Now this reform bill, which is actually named “The Patient Protection and Affordable Care Act of 2009,” does not outright prohibit bullies in the healthcare workplace. Although it would be a good idea to catch the U.S. up with the rest of the civilized world, we’re still a ways off from making it illegal to purposefully ruin another person’s career.
But, this law can be a another tool that you can learn to use in your fight against an unfair supervisor.
Specifically, the Bill gives whistleblower AND retaliation protection to health care workers! The “PPACA” also puts some muscle on the False Claims Act. If an employee reports anything, even to his or her own employer, that the employee “reasonably believes” is a violation of the Title I section of the Bill, then that employee is a whistleblower — and thus part of a protected class.
So you are probably wondering what “Title I” prohibits… and what things you must report to be protected by this new law. Title I prohibits denying coverage based upon preexisting conditions, it includes policy and financial reporting requirements; and it prohibits treating patients differently based on whether they received health insurance subsidies. Put another way, the bill will protect employees who point out a broad range of infractions their employer is engaging in.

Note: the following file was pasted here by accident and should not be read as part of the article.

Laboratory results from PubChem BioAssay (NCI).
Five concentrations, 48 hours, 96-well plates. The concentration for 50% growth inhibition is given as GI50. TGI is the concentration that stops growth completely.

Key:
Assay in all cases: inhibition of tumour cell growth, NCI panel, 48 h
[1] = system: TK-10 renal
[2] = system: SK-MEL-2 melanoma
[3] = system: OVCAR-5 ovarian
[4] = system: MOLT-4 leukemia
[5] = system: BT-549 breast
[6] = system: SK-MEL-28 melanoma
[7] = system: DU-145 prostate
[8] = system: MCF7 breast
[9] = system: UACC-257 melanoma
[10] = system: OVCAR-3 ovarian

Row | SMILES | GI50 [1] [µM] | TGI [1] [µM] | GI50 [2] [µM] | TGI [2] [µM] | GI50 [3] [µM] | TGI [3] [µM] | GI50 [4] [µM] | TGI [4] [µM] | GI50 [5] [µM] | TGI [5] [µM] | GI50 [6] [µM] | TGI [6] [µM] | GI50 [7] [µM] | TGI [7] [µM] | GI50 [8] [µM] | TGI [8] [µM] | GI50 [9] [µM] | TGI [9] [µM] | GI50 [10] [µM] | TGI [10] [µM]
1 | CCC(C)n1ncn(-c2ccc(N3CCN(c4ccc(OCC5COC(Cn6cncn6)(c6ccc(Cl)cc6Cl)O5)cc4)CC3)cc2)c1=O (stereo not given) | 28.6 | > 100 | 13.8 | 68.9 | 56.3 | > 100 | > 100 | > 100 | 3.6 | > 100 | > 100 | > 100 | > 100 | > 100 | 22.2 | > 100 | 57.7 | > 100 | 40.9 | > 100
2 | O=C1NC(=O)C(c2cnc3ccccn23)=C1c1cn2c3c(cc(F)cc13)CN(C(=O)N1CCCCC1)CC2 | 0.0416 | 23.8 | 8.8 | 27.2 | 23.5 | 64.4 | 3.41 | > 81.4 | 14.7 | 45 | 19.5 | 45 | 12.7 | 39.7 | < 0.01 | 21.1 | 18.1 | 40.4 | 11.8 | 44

Similar to Title VII, this new bill’s whistleblower rules include a 180 day deadline, and a requirement to file first with an administrative agency (in this case OSHA). And also like Title VII claims there is an option to litigate against your employer before an administrative law judge, or, you can choose to remove the claim to federal court (like getting a “right to sue letter” from the EEOC) and litigate there in front of a jury. This new whistle blower protection allows for reinstatement to your job if you’ve been fired, the back pay you should have received, and attorney’s fees.
What you have to prove is that your whistleblowing was merely “a contributing factor” in your employer’s decision to fire you, demote you, transfer you, give you a bad appraisal or review, deny you a raise, etc.
So what is “a contributing factor,” you ask? It is “any factor which in any way affects the outcome of the decision” to deprive you of your job, a good appraisal , a raise, etc. So all you have to show is that your whistleblowing affected a bosses decision to give you a bad review, for instance — your whistle blowing does NOT have to be the only reason, or even the main reason, that your boss gave you a bad review.
After you prove that, then your employer has a chance to get off by proving “by clear and convincing evidence” that it would have done the exact same thing to you even if you had not blown the whistle. Unless you got caught stealing, this is pretty hard for an employer to prove.
Our next post, later this week, will further explain the new bill’s protections for employees at nursing homes, so be sure to check back.
And what do you think of this aspect of the new bill? If you are a nurse or in health care, have you ever seen patients treated differently because of what insurance they have or don’t have? Have you nurses out there been retaliated against in the past for pointing out policy violations where you work?
Healt Care Reform Bill Sections Protecting Whistleblowers